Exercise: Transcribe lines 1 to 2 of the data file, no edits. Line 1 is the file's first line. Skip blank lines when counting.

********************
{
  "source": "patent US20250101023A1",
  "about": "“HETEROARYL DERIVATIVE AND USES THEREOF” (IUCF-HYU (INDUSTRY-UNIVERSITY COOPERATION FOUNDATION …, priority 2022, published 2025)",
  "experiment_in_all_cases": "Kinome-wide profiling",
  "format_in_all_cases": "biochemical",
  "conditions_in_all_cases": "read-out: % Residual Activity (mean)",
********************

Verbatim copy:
{
  "source": "patent US20250101023A1",